26. Jolene says:

    Thanks for the post! I’ve been wanting to do this but didn’t know how to accomplish it until now. :) A couple of questions: I’m using Genesis Prose theme, and want to put it in sidebars. With Prose, no sidebar.php file (that I’m supposed to edit…) Would I paste this into the custom code php area and then the styling in the css? Or, to get it into the sidebars, would I have to put the html directly into a text widget? No sure where to go from here! :) Thanks, as always!

    • Editorial Staff says:

      You can use the text widget in the Appearance > Widgets area to paste all the code you were going to paste in the sidebar.php file. Then modify the style.css file like normal.

  27. Duncan Dibble says:

    I used to use this method until I discovered Wysija. Newsletter plugin for WP with drag n drop interface.

    Check it out.


  28. Kevin Gilbert says:

    This is a great write-up, as usual. Interestingly enough, I just went through this exact process a couple of weeks ago and thought, I should create a tutorial on that, ’cause there are parts that aren’t entirely obvious. I’ll just point people over here, now. :-)

  29. Pete says:

    One of the important aspects of putting up any sort of newsletter or subscription feature on a website is to ensure the default is to opt-out. It is annoying and unethical to have boxes ticked by default that forces a visitor to opt-out, especially on leaving comments etc.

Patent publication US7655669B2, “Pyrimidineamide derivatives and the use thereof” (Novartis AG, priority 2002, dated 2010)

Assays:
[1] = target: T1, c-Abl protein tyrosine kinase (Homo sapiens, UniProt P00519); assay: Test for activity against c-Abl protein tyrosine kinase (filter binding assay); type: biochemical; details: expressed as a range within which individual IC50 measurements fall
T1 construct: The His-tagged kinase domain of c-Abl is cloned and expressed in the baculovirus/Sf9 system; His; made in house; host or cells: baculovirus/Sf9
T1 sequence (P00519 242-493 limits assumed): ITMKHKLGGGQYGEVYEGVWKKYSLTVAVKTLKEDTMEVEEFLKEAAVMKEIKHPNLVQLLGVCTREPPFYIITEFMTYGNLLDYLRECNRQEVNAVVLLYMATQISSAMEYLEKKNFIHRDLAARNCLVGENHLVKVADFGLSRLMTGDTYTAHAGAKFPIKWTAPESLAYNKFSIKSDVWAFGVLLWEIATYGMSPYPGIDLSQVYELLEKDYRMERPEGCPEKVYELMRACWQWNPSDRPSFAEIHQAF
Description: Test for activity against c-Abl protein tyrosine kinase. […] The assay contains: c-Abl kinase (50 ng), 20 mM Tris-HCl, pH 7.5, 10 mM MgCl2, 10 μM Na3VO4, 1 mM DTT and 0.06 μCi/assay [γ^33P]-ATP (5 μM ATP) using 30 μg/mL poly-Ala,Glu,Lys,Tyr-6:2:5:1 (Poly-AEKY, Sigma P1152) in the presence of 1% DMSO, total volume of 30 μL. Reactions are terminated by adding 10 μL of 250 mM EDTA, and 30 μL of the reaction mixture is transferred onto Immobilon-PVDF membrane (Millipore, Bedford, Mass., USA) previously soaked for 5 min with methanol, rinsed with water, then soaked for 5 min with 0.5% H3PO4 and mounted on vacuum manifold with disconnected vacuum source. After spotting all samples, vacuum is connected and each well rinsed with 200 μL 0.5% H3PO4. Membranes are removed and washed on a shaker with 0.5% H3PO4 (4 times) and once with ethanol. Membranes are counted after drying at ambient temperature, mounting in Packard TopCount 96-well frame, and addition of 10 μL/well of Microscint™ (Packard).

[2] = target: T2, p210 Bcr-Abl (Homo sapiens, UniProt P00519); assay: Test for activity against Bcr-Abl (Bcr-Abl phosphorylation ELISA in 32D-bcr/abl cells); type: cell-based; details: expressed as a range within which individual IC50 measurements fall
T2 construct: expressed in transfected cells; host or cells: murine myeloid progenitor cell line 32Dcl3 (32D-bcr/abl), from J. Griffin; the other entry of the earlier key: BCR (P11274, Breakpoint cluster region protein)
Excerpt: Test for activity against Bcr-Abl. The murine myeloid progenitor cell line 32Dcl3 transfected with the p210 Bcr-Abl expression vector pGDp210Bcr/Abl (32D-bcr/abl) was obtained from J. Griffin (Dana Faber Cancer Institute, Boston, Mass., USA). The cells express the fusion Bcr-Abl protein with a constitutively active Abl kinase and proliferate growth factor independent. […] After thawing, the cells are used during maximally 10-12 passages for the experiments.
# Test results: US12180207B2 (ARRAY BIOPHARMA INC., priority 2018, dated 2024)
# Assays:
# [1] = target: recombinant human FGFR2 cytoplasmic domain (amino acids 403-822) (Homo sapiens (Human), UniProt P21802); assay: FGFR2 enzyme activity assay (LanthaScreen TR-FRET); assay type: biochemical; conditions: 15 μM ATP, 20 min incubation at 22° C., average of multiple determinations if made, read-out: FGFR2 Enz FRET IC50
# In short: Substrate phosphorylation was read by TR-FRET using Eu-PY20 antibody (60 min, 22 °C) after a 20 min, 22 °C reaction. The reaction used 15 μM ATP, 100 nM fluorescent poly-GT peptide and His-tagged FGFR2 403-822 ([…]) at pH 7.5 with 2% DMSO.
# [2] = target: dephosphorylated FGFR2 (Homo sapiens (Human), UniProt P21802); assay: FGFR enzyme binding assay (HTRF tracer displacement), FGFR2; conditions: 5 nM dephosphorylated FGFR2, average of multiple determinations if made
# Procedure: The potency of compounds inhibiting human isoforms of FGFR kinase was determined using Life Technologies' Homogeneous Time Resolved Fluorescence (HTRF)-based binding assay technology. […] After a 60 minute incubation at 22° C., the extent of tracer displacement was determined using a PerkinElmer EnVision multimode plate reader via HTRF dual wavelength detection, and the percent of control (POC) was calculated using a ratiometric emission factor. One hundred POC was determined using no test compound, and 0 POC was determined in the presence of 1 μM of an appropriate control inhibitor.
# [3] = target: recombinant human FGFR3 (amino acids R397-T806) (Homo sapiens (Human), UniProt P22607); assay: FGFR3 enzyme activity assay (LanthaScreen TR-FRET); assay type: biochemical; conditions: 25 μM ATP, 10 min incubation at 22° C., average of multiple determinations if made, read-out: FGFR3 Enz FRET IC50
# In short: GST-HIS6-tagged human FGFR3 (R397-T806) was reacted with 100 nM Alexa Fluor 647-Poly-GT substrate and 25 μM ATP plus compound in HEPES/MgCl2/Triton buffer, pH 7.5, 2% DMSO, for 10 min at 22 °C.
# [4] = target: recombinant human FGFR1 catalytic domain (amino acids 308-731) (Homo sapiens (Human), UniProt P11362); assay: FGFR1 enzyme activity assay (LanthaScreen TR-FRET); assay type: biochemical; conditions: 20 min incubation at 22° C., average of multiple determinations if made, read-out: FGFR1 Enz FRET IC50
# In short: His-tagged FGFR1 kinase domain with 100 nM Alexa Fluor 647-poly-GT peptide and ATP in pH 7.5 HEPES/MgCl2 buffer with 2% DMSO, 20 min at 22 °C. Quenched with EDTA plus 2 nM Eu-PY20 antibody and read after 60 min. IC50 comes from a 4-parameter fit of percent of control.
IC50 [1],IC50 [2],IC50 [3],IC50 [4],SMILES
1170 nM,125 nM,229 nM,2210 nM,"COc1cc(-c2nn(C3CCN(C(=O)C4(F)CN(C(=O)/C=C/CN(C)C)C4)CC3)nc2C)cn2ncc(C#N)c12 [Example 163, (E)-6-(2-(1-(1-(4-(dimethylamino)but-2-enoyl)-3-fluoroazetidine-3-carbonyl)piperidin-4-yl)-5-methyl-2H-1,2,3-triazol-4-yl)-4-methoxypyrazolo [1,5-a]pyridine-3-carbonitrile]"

• Editorial Staff says:

      Our comments optin box is unchecked for that vary reason. However, for the sidebar items we have them checked. The main reason is because people would just subscribe without checking a single field. This doesn’t help anyone because we don’t send out mass email blasts. So if you uncheck all the boxes and subscribe it is just as good as not subscribing at all. By default MailChimp doesn’t have the option to require at least one of the group option. We can easily be like the other sites and not show these checkboxes at all. Signup everyone for all of those segments… but we believe in transparency. You know exactly what you are subscribing to before you subscribe. You have the option to opt-out before you opt-in.

    • Kevin Gilbert says:

      Pete, I understand the rationale for your comment. However, if you think about it, I’d bet that no one putting their email address in that field and clicking “Subscribe” is doing it on accident. The very nature of typing in your email address, a choice they’ve made, combined with the very nature of clicking the “Subscribe” button, which has a very clear connotation, and also another choice made by the user, is enough to suggest they truly want to “opt-in”. In this case, it seems a better UI for them to know they’re opting in to two lists, based on the boxes being ticked by default. It is pretty obvious to all but the most novice of web surfers what their options are and what they should do to opt-out of one of them.

  30. Tony Milano says:

    Good Stuff,

    I’ve been considering adding another newsletter on my blog. This gave me the nudge I needed.

    Thanks for sharing,